Agri Vehicles Insurance from Greenlands

Author Topic: Wood Burning Stove Flue  (Read 1499 times)

Fishyhaddock

  • Joined Apr 2009
  • aberdeenshire
Wood Burning Stove Flue
« on: August 29, 2019, 08:47:25 pm »
Hi,
Hope somebody out there can help/advise? I am about to purchase some twin wall flue pipe and parts for a stove i am going to fit.


 Has anyone ever used the twin wall flue pipe from StovesAreUs?


 I was wondering about its quality etc as the website doesn't give much away about it's origin?


The cynic in me is thinking its probably cheap(er) Chinese rubbish maybe?  Stoves online appear to have better stuff but obviously its a fare bit more expensive!!  Any information and advice would be much appreciated.


Thanks in advance  Fishy.

doganjo

  • Joined Aug 2012
  • Clackmannanshire
  • Qui? Moi?
    • ABERDON GUNDOGS for work and show
    • Facebook
Re: Wood Burning Stove Flue
« Reply #1 on: August 29, 2019, 10:01:26 pm »
I had a wood burning stove installed a few years ago.  I went to Stirling Stove Centre for everything and a local tradesman fitted it for me.

I didn't have a chimney so had to have a twin walled flue - the twin wall flue is essentially a flue pipe, inside another flue pipe with a layer of insulation between the two pieces. This layer ensures that the exterior of the twin wall flue does not get hot enough to cause damage to surround structures.  I would think the level and type of insulation  might vary, thus creating different prices.  There might also be a difference in the quality of aluminium
(Edited - I'm not an engineer so no it isn't aluminium, stainless steel maybe?  I don't have a clue - it's shiny silver stuff  :roflanim: :roflanim:)
I would suggest you ask a local stove specialist (if you have one nearby) to expalin what is involved before you choose
« Last Edit: August 30, 2019, 07:54:53 pm by doganjo »
Always have been, always will be, a WYSIWYG - black is black, white is white - no grey in my life! But I'm mellowing in my old age

pgkevet

  • Joined Jul 2011
Re: Wood Burning Stove Flue
« Reply #2 on: August 30, 2019, 05:07:22 am »
Doganjo: Aluminium? I doubt it and certainly hope it wasn't; melting point too low and a good DIY way of ending up with your cast boiler becoming a thermite mix  :o
Fishyhaddock.. it looks like the first source's chimneys are claimed to be HETAS approved therefore ought to be OK/ I'm less concerned about that that the problems of DIY install which unless certified by a HETAS fitter might lead to insurance issues and something to be looked into? Havig said that I had my hobbyshed woodburner fitted by a HETAS approved fitter and had to correct his own interpretation of the rules and point out errors he was making. That and the stupid slow install he did and the stupid high cost he tried to charge.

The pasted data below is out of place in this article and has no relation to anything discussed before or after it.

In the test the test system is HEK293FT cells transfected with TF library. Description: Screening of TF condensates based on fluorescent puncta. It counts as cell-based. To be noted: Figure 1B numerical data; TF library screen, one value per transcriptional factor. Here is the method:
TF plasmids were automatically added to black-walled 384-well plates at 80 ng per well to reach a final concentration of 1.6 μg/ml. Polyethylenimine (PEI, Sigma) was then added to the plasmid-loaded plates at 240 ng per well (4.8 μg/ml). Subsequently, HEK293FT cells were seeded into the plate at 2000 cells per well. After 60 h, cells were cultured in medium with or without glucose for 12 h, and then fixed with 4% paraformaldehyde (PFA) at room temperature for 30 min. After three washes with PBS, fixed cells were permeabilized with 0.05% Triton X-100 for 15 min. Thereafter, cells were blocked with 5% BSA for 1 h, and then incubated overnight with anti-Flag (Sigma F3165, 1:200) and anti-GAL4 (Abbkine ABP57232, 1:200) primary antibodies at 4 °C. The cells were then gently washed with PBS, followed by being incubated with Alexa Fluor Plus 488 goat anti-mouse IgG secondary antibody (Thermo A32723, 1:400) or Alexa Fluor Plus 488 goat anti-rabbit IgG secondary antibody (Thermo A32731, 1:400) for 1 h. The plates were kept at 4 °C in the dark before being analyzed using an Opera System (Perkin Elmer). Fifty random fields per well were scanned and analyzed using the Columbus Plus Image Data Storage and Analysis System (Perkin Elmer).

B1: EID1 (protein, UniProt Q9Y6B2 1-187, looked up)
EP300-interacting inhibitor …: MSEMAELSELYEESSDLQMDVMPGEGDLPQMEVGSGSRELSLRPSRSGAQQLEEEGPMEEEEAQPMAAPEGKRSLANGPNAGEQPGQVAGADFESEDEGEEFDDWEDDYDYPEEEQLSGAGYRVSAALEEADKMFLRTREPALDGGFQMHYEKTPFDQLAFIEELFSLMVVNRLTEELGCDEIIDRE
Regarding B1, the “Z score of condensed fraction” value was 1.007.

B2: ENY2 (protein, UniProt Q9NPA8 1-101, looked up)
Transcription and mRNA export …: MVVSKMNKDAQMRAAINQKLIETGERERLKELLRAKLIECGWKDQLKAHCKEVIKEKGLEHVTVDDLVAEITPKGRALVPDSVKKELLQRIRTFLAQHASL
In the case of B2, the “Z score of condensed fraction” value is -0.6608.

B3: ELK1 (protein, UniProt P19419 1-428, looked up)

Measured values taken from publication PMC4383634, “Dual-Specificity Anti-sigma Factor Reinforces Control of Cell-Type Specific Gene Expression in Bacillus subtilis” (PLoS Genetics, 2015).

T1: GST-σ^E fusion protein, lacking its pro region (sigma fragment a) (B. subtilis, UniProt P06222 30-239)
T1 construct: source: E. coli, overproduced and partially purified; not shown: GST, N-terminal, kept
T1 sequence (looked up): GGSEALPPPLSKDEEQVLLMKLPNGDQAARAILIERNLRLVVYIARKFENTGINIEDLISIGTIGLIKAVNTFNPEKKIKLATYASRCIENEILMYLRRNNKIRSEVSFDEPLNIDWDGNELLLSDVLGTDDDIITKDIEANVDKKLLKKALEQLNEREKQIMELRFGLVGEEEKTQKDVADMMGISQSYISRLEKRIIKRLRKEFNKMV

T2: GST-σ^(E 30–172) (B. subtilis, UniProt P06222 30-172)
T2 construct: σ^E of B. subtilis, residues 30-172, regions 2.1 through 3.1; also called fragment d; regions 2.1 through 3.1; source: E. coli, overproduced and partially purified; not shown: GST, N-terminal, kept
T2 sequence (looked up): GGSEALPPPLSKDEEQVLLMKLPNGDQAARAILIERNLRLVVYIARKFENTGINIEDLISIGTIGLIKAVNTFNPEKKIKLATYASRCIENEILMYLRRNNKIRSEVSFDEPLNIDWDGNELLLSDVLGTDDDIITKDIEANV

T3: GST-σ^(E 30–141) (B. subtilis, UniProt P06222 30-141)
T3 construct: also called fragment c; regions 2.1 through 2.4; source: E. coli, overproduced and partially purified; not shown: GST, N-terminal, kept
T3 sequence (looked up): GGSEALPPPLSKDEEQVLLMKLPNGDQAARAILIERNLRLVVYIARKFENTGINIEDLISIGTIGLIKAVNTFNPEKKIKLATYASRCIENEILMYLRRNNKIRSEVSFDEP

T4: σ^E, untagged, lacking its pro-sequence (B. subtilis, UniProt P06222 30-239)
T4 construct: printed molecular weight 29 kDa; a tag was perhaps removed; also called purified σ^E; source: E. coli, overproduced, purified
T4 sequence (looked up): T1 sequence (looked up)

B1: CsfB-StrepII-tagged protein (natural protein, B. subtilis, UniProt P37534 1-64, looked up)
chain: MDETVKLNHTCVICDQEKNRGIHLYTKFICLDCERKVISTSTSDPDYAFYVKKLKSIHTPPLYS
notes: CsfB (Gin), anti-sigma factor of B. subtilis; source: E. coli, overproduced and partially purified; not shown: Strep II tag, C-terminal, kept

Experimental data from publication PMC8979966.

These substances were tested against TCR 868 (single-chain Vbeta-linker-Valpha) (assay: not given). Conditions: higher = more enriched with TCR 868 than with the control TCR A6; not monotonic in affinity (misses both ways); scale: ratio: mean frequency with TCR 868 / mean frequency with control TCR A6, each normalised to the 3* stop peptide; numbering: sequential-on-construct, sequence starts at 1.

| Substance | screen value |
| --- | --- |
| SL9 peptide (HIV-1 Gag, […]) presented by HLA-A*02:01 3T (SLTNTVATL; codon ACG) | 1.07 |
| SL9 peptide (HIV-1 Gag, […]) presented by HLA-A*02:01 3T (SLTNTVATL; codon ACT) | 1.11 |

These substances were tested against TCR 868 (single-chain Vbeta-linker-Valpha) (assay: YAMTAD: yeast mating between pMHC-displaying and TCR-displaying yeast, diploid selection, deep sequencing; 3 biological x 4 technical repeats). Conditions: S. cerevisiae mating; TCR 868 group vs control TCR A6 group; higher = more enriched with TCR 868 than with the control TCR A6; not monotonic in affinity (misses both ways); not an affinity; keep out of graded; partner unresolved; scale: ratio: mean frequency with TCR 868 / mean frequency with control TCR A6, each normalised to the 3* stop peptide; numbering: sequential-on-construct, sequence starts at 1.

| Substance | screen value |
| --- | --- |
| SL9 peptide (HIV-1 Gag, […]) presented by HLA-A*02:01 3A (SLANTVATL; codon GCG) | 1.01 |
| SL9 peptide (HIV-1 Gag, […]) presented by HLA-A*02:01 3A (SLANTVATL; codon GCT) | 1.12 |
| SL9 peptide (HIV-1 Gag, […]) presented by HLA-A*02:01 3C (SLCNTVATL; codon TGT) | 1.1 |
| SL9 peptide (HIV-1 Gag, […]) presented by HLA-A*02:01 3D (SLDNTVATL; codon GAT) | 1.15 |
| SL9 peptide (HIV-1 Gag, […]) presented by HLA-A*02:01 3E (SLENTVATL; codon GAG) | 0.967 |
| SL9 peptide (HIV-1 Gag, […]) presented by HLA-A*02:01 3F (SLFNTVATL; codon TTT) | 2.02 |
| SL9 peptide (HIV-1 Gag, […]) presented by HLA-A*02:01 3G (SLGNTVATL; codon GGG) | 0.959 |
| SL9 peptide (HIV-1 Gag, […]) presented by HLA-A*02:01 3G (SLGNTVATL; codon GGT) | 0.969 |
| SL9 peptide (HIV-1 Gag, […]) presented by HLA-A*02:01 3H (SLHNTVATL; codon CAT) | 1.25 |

After the initial enthusiasm re woodburners and despite the fact that my land has more than enough timber we use it as little as possible.. the dust and mess of using it, effort of cutting and hauling wood and chimney sweeping needs every few months (more mess unless paying out for a sweep's commercial tooling). Yes it's nice heat when in use but the downsides are there. I'm friendly with local fire chief and house fires are very rare now due to better electrics and reduced cig smoking...almost all are wood/coal chimney fires...

chrismahon

  • Joined Dec 2011
  • Gascony, France
Re: Wood Burning Stove Flue
« Reply #3 on: August 30, 2019, 10:25:10 am »
Having had Carbon Monoxide poisoning twice, I certainly wouldn't risk installing a potentially sub-standard flue product, whatever the apparent cost saving. I can assure you that not being able to stand, or standing and then falling over are not pleasant sensations. If the stainless is of poor quality it could rupture leaking CO into the house and if you do survive that you will have to re-install the flue. I would expect quality parts to carry a British Standard number/ kite mark.


Also important that it is installed so that it can be swept properly, because some I have seen cannot be.